VENTURA COUNTY (California) STAR

March 4, 2017

 

Lawsuit claims pesticides caused child's health issues

 

By Kathleen Wilson

A 9-year-old Oxnard boy is suing several agricultural firms over serious health problems his lawyers claim he suffered in utero because his farmworker mother was exposed to pesticides in an allegedly negligent and reckless manner.

In a trial scheduled to get underway shortly in Ventura County Superior Court, his attorneys are attempting to prove that Erik Joe Morales was injured because he was exposed to hazardous pesticides during crucial periods of fetal growth.

The boy was diagnosed with hemifacial microsomia two months after his birth in November 2007. That is a condition in which the lower half of one side of the face is underdeveloped and does not grow normally, according to the National Craniofacial Association. The cause is unknown and the condition occurs sporadically, according to a medical report on the child from Children's Hospital Los Angeles.

The child also suffered hearing loss along with cognitive and developmental delays, attorney David Bricker said.

Originally filed in Los Angeles County Superior Court in 2015, the case was transferred to Ventura County last year and is just now coming to trial.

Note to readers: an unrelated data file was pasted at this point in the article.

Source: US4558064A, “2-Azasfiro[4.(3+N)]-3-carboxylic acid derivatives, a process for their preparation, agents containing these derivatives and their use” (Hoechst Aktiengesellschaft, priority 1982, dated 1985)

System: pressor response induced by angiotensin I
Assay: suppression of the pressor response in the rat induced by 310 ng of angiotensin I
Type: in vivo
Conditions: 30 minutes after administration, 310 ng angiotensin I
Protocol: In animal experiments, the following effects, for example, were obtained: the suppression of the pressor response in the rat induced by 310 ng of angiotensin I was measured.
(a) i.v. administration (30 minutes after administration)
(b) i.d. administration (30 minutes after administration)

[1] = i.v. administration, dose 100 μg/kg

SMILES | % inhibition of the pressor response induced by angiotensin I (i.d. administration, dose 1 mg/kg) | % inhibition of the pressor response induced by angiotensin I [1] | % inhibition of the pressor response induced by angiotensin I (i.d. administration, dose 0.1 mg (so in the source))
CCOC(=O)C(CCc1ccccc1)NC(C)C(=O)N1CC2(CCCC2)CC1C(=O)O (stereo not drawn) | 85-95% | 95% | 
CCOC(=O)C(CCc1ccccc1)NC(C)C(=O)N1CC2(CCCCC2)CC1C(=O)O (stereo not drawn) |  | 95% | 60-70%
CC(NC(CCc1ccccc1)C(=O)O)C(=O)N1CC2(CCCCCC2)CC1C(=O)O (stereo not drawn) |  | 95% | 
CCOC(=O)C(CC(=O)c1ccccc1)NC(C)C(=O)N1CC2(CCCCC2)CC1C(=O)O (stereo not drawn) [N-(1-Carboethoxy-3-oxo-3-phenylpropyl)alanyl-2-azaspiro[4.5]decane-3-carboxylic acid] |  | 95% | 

The lawsuit claims the pesticides were applied during normal business hours while farm laborers were working, that the laborers were not given any protective equipment and that they were not warned of the hazard. Erik's mother, Eulalia Lopez-Gomez, will testify during the trial, Bricker said.

Named as defendants are strawberry producer Well-Pict Berries; grower Soilfume Inc., which is also known as Anacapa Berry Farms; Well-Pict's owner T.T. Miyasaka Inc.; and Ramco Enterprises, a labor contractor.

Attorneys for the defendants declined comment after a hearing on pretrial motions Wednesday at the Ventura County courthouse. Lane E. Webb, who represents Miyasaka, said Thursday that rules of professional conduct prevented him from commenting on a case in active litigation.

In a response to the original complaint, Ramco denied all allegations and said the case was defective based on various legal grounds.

The lawsuit says the child was severely and permanently injured, was forced to endure extensive pain and suffered emotional, psychological and physical injury and distress.

Bricker intends to present testimony from specialists in pesticide exposure, assuming Superior Court Judge Kent Kellegrew allows it.

Bricker said no organizations are funding the lawsuit. He indicated that his law firm, Waters Kraus & Paul, is paying for it. The El Segundo firm specializes in toxic exposure litigation, including birth injuries, he said.

Damages of an unspecified amount are being sought for medical expenses, loss of earnings and punitive reasons, the lawsuit said.